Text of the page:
Wednesday, October 12, 2011

News: Peter Hinton Stepping down as head of NAC English Theatre

(submitted by Ottawa editor Natasha Gauthier)

NAC press release:
Peter Hinton to step down as the NAC’s Artistic Director of English
Theatre after completing seven successful seasons

Ottawa—After seven extraordinary years as the National Arts Centre’s Artistic Director of English Theatre, Peter Hinton will be stepping down in August of 2012. Mr. Hinton first joined the National Arts Centre in 2005 and has built many exciting initiatives during his tenure. Most significantly, Mr. Hinton spearheaded the reestablishment of NAC’s Resident English Theatre Company in 2009 which today brings more than 30 actors from across the country to the NAC every year to work on several productions together.

Mr. Hinton’s commitment to Canada and to building creative partnerships with artists and creators from across the country has been evident from the moment he stepped into his role as Artistic Director. In 2006, he programmed the first all Canadian season at the NAC’s English Theatre and each year since he has made a special commitment to Canadian playwrights including an annual production of work by Aboriginal artists. One of the highlights of the 2011-12 season will be Shakespeare’s tragedy, King Lear, directed by Mr. Hinton—with a cast of Aboriginal actors from across the country and starring the renowned August Schellenberg as Lear. Already, ticket sales are exceeding projections for this season.

“Peter Hinton is a builder and he leaves the NAC in much better shape artistically with his visionary role in the creation of the Resident English Theatre Company,” said Peter Herrndorf the President and CEO of the National Arts Centre. “Peter Hinton has become a true mentor to the students of the National Theatre School through The Ark his annual three-week intensive workshop where professional and student actors work and learn together. We will miss his passionate commitment to artists and to his audience.”

Mr. Hinton became legendary during his tenure at the NAC for speaking to the audience from the stage on every single night before the curtain went up. His personal connection to theatre goers helped build a devoted following across the country.

“The NAC is a unique gift to the people of Canada. It has been a privilege to be a part of its legacy and to build its meaningful place with artists and audiences across the country. I have learned so much about Canada and the vitality of our national theatre community,” said Peter Hinton the Artistic Director of the NAC’s English Theatre Department.

Mr. Hinton brought some extraordinary productions to the NAC including the 2007 world premiere of Margaret Atwood’s, The Penelopiad, the first co-production between Britain’s Royal Shakespeare Company and a Canadian theatre company.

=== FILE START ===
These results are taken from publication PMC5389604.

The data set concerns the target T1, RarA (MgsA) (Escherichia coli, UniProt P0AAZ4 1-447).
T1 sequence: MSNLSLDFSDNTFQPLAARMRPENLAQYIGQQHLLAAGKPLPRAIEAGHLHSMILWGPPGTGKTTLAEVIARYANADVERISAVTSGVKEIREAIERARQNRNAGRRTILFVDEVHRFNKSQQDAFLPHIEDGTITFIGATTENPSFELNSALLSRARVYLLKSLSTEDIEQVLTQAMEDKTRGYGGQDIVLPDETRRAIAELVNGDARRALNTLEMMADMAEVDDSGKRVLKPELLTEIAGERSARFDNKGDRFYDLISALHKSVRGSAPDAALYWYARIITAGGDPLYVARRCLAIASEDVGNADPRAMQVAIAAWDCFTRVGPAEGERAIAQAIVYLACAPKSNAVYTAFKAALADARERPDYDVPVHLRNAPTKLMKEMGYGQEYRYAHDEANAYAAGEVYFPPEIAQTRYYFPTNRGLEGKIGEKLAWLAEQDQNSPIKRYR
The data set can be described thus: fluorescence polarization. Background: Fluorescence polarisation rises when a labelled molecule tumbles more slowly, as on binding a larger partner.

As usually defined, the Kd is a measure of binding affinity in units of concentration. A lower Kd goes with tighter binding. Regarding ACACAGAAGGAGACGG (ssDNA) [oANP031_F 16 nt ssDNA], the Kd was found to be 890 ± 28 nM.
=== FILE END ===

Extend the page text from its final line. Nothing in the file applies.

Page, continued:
Mr. Hinton is a great believer in national partnerships and presentations from theatres representing every region of Canada. These have included the English language premiere of And Slowly Beauty…by Michel Nadeau, translated by Maureen Labonté (co-produced with Victoria’s Belfry Theatre); Shakespeare’s Dog by Rick Chafe (co-produced with the Royal Manitoba Theatre Centre); Night by Christopher Morris (the NAC English Theatre’s first project with artists from Nunavut and co-produced with Toronto’s Human Cargo); Sheldon Currie’s Lauchie Liza & Rory (co-presented with Nova Scotia’s Frankie Productions and Mulgrave Road Theatre); and Michel Tremblay’s Saint Carmen of The Main, translated by Linda Gaboriau (co-produced with The Canadian Stage Company in Toronto).

Mr. Hinton’s artistic life beyond the National Arts Centre was rich in achievement—including his extraordinary production of When the Rain Stops Falling which he directed at the Shaw Festival this past summer. The National Post’s theatre writer Robert Cushman wrote that the play was “staged with Hinton’s signature qualities of imagination and sensitivity, and also with his ability to draw from his actors, work that’s both committed and combustible. At the curtain call some of the cast seemed close to tears, as if this were one show they didn’t want to let get away.”

In September while the production was onstage at the Shaw Festival, Mr. Hinton travelled to Fogo Island, Newfoundland, where he led The Ark: Ibsen on Fogo Island a three week masterclass and workshop with a company of professional actors, theatre artists, translators, philosophers and students from The National Theatre School of Canada (in partnership with the Fogo Island Arts Corporation). These three-week long theatre retreats were Mr. Hinton’s creation: an opportunity to study and explore a period of theatre history or a playwright in an intensive manner.

Mr. Hinton will programme the 2012-2013 English Theatre season of the National Arts Centre, and he will help select the members of the NAC’s 2012-2013 Resident English Theatre Company.

Mr. Hinton’s lifetime achievement as a nation-builder of Canadian culture was recognized by the Governor General when he was named an Officer of the Order of Canada in December 2009. A Search Committee to find a successor will be Chaired by the Managing Director of the NAC’s English Theatre, Nancy Webster.

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